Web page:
“In the future, I see myself becoming an independent woman in my life. To be able to help my family. I’d love to work in the biggest hotel in the world.”
This inspiring declaration of intent came from a cookery student at Yarani – a skill-building institution – and Wonder partner. The warm sentiments she expresses towards the place are striking. They highlight just how much value Yarani has infused into Ivorian girls’ present and future lives.
Furthering the prospects of girls and women in Abodo
Yarani, situated in Abidjan’s northern Abobo district, is the only vocational training provider in Abobo, Abidjan’s most populous area. It was set up to equip women with professional know-how and thereby to empower them economically. With high numbers of internally displaced residents, few opportunities and extreme poverty, trafficking is rife.
Committed to improving women’s prospects, Yarani offers women and girls basic education, livelihood training and accredited vocational training, alongside mentoring and life skills, specialising in literacy courses and hospitality programmes. While some of Yarani’s courses (such as professional-level courses in Food Production or Patisserie) take 2 years, others can be completed in 6 weeks (as is the case with Housekeeping or Home Care).
Quality teaching for a quality education
“Yarani is a good school which helps young girls to pursue their lives…they push us to advance ourselves,” affirms one student. Indeed, the institution is a reliable source of gaining qualifications; there are no other diploma level-schools in the area, and Yarani has both the equipment and commendable teaching that other establishments lack. Where other schools struggle with overcrowded classes and lack of resources, Yarani focusses on quality.
“The teachers supervise us better than in other schools,” describes a fellow cookery student. “Here, the teacher approaches you and explains better…until you finally get it.” The welcoming, pro-learning space that Yarani provides is one she appreciates: “When I’m at Yarani, I feel more comfortable than at home.”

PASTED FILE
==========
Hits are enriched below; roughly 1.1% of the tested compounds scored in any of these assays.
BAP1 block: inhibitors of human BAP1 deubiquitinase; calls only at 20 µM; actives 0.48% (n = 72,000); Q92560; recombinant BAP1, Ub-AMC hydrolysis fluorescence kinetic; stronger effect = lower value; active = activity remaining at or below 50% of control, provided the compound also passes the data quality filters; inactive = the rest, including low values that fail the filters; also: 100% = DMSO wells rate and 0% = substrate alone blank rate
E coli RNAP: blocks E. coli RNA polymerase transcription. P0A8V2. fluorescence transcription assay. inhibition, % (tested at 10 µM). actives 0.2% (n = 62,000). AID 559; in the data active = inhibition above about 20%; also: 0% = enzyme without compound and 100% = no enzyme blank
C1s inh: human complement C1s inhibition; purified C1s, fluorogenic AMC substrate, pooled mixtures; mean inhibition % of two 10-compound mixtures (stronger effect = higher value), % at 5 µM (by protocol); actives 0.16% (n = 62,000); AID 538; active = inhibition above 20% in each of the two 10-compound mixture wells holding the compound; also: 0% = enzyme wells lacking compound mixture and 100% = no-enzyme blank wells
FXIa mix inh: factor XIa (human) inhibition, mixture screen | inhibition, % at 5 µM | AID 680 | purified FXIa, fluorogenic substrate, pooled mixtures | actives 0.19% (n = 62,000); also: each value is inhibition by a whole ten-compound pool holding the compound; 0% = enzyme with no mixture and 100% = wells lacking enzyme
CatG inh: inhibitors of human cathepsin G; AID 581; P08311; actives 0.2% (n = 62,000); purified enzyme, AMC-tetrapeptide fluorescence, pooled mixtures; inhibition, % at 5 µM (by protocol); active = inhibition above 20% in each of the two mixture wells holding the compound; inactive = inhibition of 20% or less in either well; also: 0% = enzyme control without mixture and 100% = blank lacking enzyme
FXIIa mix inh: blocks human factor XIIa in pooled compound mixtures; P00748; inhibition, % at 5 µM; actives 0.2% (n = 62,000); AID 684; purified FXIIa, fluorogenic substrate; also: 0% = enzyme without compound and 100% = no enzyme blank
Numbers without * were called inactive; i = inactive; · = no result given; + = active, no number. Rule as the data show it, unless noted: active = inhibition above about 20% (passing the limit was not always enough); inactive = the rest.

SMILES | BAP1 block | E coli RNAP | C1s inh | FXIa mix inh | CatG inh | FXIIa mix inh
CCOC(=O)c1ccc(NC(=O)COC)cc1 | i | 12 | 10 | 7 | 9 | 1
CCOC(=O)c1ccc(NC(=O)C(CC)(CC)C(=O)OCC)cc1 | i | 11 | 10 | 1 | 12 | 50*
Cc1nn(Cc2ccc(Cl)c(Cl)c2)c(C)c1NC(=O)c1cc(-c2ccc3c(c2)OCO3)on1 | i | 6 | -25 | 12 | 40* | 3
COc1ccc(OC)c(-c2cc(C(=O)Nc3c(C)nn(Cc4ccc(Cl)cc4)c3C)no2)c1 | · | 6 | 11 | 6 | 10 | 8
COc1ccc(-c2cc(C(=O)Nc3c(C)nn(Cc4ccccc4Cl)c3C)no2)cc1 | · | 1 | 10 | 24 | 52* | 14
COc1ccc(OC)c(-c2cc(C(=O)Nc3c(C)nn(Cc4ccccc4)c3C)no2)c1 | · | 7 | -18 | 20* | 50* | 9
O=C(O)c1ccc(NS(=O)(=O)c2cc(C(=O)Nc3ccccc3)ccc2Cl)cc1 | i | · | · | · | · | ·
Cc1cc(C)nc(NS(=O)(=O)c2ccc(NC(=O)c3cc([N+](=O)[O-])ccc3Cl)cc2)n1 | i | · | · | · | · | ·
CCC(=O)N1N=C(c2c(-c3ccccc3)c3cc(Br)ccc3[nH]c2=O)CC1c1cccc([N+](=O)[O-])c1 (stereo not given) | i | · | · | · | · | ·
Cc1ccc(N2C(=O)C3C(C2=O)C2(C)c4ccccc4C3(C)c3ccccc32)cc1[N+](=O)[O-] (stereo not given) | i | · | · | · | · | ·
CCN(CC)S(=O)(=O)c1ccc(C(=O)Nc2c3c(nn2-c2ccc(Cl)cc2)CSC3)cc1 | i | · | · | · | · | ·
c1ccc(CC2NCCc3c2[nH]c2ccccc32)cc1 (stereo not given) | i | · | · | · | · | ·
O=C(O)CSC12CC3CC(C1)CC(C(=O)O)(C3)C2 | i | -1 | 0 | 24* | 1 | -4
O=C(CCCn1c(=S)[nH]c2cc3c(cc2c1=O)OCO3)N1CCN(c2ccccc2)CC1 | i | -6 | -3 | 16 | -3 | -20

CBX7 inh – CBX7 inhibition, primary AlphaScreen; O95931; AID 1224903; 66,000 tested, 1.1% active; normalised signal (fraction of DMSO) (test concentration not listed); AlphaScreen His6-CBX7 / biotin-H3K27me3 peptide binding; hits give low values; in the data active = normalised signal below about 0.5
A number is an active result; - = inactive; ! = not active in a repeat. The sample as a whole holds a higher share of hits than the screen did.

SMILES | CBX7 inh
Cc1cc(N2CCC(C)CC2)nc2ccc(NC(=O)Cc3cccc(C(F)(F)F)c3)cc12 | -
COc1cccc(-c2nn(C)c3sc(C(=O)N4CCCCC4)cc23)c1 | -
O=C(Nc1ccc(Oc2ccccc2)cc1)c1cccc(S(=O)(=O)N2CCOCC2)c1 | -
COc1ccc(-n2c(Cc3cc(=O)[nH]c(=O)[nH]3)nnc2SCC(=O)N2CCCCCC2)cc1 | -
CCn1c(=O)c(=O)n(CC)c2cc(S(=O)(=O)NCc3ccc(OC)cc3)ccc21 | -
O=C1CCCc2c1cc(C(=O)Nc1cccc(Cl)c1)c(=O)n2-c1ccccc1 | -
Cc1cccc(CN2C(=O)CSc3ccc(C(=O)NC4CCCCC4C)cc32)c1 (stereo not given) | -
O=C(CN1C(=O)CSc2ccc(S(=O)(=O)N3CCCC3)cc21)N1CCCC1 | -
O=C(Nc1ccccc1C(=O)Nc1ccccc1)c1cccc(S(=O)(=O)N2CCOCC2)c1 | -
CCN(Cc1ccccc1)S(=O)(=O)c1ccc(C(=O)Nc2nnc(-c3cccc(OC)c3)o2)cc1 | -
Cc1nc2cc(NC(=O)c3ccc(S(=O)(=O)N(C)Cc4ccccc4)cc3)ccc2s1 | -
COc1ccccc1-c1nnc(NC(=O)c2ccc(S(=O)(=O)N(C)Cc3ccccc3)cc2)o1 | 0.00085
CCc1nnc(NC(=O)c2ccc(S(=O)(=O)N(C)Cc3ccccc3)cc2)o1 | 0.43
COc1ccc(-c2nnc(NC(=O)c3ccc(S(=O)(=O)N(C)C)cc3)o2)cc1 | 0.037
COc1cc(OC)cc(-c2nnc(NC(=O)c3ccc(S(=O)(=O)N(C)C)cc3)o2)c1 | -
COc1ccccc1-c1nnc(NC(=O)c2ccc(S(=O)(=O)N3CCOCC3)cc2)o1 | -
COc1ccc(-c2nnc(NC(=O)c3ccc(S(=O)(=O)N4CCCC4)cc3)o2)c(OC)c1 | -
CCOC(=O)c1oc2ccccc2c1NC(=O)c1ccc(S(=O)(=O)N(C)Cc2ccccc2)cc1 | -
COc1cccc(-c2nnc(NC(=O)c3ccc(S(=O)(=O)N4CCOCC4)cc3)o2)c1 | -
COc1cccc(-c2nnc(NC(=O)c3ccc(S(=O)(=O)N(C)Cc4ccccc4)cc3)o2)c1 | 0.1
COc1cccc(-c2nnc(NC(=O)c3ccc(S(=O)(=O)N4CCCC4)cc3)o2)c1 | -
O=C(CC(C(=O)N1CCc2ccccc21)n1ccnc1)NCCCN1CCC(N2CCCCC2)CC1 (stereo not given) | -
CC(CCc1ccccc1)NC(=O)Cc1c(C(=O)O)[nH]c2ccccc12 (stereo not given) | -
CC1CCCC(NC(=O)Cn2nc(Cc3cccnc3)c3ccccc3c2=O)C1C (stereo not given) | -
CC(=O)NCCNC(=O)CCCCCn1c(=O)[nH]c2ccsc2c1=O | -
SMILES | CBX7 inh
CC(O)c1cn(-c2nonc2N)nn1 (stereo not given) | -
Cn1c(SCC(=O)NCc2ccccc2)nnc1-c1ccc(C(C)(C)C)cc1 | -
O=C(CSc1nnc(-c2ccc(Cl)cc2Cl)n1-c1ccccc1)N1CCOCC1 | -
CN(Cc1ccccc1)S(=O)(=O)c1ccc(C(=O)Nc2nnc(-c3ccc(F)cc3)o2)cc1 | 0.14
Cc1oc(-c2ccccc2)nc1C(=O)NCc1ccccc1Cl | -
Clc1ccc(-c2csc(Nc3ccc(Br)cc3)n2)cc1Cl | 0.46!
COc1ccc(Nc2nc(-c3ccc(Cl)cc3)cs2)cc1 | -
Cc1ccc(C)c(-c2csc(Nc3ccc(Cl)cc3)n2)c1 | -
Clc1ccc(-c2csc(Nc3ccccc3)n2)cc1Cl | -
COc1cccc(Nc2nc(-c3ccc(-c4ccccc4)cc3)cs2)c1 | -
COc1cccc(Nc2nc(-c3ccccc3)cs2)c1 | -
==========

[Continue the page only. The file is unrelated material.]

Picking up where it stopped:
Another student volunteers her thoughts on the teaching methods at Yarani: “It’s not just strictly the cookery training that you come to learn, it’s also the additional things…like how to arrange things, or set the table properly.” Her positive experience of Yarani has meant that she has abandoned her initial aspiration to become a border guard. Now, she says, “I’d like to work in a kitchen, I’d like to become a great chef. To build hotels everywhere and be known by everyone.”
An education institute like no other
Yarani is a pioneer project – one of few like it so far. Yet its importance is clear in Abobo’s context, where socioeconomic troubles dominate people’s lives. Many of those living here have moved to the capital from the north of the country, fleeing the civil war. Others have moved to a more affluent Cote d’Ivoire from Burkina Faso. The most run-down parts of Abobo lack crucial infrastructures such as running water, sanitation and waste disposal, and the area is prone to violence, with women and girls living in fear of sexual attacks.
Overcoming education challenges in Cote d’Ivoire
Cote d’Ivoire’s educational challenges are significant; almost 1 in 2 children aged 6 to 11 do not go to school. The stark boy-girl and urban-rural divides only add to this issue – 59% of boys against 51% of girls, and 66% of urban against 48% of rural youths, actually attend school. To explain this situation, both quantity and quality play a part. First, the aggregate number of teachers and school buildings around the country is deficient. Second, those who do go to school do not always benefit from quality teaching. This partially bears out the country’s high dropout rate – only 52% make it to 5th (primary) grade – and is one of the reasons why many students finish primary school functionally illiterate.
The ‘Yarani model’, then, might be key to overcoming some of these challenges. But for it to survive, and for future Ivorians to benefit from its subsidised services, Yarani needs more funds and more skilled volunteers. Financial self-sufficiency, while a top priority, remains ongoing progress. Such are the improvements that Yarani hopes for as its traction grows.